Strong internal relationships are central to building productive and profitable workforces and the role of HR in helping to create and maintain environments that are conducive to keeping your crucial players is key, says Clive Hyland.
However, a recent study shows there may be some challenges for HR professionals to address – research conducted amongst 4,000 employees shows there are major problems with miscommunication between line managers and employees.
Almost half (46%) of employees questioned in the study conducted for Think Feel Know Coaching (TFK) said they were unsure of what was being asked of them by their line manager when given tasks and over a third (37%) experienced this uncertainty between one and three times a day. Employees estimated this resulted in up to 40 minutes of wasted time per day – the equivalent of 83 employees in a company of 1,000 doing nothing every day.
Employees are concerned that the knock-on effects of a communication divide could have serious business implications including low staff morale (61%), confusion for the company’s clients or customers (60%), and loss of business (31%).
But how can HR effectively address the issues between line managers and employees to try and reconnect a potentially disengaged workforce?
Firstly, any approach to improving communications needs to be non-judgemental. Anything which appears to expose inadequacies or point the finger will immediately reinforce fears and distrust from line managers. Now is the time to draw a line over the past and recreate people engagement around the type of culture the business wants for the future.
The research shows employees cite top reasons for this ‘disconnect’ in the workplace as
managers wrongly assuming they knew what they were doing when delegating tasks (56%) and line managers explaining things in a way they did not understand (30%).
These are issues which clearly need addressing and they can be rectified, but HR and line managers must work together in a mutually supportive way to overcome them.
Think Feel Know
Through the use of coaching and training tools both line managers and employees can gain a valuable insight into their own communication style helping them to understand how people like to receive and interpret information.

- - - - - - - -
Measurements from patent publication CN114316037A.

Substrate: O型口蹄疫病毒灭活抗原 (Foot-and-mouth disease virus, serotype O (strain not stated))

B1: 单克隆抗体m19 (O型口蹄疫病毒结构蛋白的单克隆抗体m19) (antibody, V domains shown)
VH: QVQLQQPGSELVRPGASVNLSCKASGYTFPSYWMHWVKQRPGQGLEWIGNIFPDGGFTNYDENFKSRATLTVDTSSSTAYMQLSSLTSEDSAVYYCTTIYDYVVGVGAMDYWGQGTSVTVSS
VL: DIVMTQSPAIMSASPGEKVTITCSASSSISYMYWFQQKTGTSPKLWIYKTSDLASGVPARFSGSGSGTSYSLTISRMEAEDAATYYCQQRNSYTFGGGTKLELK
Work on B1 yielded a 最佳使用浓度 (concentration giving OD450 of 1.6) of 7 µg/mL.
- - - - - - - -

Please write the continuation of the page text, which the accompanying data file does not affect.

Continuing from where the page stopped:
The TFK approach is about getting to know yourself and the people around you. By improved awareness of different communication styles people can offer themselves the opportunity to connect more effectively with a much broader range of people. With better understanding comes connection, trust and alignment – critical ingredients of organisational success
The underlying principle of this approach is that people interpret and action information in different ways, whether that is in think, feel or know.
Those operating in think like to receive data, absorb all the details and tend to go about life in a methodical and logical way. They like to have all the facts before acting. Feel is about being attuned to other people’s energy. Those in feel are naturally able to empathise with others and are sensitive to their moods, they also want action. People who are in know take a position and make decisions quickly based on gut instinct and are typically ‘black or white’ in their views.
Of course, people use all three styles in their lives, but awareness of natural preferences and likely impact on others will offer better choices about the styles people choose to use in the future.
People of different styles will complement each other once the barriers of misunderstanding and mistrust are removed. No one style is better than the others and organisations need all three in the right balance to thrive.
Building channels for clear communication between managers and employees and amongst co-workers is not just a ‘nice to have’, it is a strategic issue for the business and deserves to be given the same level of attention and investment as any other part of the business plan. The key to moving forward is recognising that people will inevitably communicate and interpret information in different ways. Instead of feeling threatened by these differences, the key is to embrace them and recognise the complete range of talent that can then be accessed as refreshed communication and re-engagement succeeds.
Clive Hyland is chairman and a lead coach at Think Feel Know Coaching
To arrange a trial of TFK with feedback from a TFK coach or for more information please contact:
Kiren Pooni / Laura Pykett
Flagship Consulting 0207 886 8440
[email protected] / [email protected]